There's a growing problem in ad-tech. As exemplified by this scandal which victimized the Financial Times, shady companies are misrepresenting the ad inventory they have access to...
Ad fraud is a much-discussed headache for the digital advertising industry, but it wasn’t until Business Insider discovered arbitrageurs misrepresenting our own video inventory that we realized what a tricky problem it’s become.
We discovered it was happening when a displeased advertiser revealed the reason for their discontent: It was buying ads on the open exchange for significantly less than the private marketplace we had in place with them.
But here’s the thing. It was news to us that the advertiser had ever purchased any of our video inventory on the open exchange. Turns out they were buying ads from an unauthorized seller. More importantly, the ads never actually appeared on Business Insider.
We found that while the advertiser spent several thousand dollars on our ads – or so they thought – they actually purchased only a tiny amount of our inventory, less than $100 worth.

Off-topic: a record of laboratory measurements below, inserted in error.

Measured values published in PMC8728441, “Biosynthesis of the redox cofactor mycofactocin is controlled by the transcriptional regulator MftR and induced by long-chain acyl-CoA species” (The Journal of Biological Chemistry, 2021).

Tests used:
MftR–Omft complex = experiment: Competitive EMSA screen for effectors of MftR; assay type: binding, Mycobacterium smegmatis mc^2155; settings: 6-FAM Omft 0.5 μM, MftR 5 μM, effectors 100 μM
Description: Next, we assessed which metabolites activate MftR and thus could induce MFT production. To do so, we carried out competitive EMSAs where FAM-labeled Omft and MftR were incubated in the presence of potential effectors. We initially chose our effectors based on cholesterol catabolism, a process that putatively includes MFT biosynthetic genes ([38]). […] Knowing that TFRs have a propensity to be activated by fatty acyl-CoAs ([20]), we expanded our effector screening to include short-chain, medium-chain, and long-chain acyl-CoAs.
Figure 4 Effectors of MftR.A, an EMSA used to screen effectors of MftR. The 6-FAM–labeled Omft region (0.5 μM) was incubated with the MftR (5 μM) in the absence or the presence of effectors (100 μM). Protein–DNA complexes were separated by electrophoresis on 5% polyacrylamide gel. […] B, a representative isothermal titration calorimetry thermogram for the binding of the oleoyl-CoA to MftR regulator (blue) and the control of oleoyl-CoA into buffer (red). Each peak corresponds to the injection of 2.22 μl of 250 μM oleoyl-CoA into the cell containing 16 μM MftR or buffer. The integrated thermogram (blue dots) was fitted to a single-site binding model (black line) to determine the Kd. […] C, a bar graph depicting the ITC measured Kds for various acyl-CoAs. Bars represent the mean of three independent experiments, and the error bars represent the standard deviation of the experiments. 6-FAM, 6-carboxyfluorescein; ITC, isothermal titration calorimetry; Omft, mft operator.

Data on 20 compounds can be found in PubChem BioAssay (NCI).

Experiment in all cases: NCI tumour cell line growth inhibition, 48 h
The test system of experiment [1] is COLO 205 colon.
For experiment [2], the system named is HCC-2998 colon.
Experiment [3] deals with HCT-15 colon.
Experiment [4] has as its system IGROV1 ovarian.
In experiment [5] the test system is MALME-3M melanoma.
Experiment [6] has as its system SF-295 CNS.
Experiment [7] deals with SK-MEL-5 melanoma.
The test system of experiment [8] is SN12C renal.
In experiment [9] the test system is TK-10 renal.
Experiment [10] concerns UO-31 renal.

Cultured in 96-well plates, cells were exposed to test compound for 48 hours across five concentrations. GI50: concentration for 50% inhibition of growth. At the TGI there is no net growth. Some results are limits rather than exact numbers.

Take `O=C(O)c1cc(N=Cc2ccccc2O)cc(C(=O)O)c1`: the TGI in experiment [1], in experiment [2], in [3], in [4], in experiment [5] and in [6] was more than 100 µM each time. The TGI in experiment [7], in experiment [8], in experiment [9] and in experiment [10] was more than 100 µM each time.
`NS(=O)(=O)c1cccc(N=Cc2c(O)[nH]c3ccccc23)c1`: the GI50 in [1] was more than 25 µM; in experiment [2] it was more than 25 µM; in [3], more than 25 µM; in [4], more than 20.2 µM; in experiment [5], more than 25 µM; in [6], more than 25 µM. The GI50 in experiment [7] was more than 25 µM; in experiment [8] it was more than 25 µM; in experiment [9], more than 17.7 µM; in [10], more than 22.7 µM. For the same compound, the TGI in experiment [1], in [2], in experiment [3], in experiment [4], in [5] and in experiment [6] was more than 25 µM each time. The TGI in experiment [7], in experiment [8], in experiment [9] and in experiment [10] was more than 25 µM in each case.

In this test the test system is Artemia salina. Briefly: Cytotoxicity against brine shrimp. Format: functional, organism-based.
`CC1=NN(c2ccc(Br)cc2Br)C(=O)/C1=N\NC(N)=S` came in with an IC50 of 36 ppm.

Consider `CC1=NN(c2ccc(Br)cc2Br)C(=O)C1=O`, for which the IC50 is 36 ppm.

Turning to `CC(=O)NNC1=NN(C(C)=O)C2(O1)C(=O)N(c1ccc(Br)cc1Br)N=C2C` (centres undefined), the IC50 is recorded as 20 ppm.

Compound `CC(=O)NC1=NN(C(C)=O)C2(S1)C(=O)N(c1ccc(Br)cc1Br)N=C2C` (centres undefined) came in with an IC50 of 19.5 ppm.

Determining how this was happening was tough. We spent dozens of hours working closely with various exchanges to track down shady sellers and get a clearer picture of how our ads were being misrepresented, including a painstaking effort poring through our inventory channels.
A few of our demand-side platform partners helped us track down the shady sellers. But once we got in touch with the sellers it was even more challenging to shut it down. One arbitrageur even threw up its hands: “We’re just the pipes, not the sheriff.”
Until then, while we knew fraud was happening in the industry, we also believed that because of tight controls we had in place that it wasn’t happening to us. What we learned is that there was something about the whole ecosystem that we first needed to uncover before being able to truly combat the fraud.
Who was buying our inventory and re-selling it? What entity was buying impressions and then multiplying them – by a factor of 10 – and reselling our inventory? And who was “spoofing” our valuable inventory?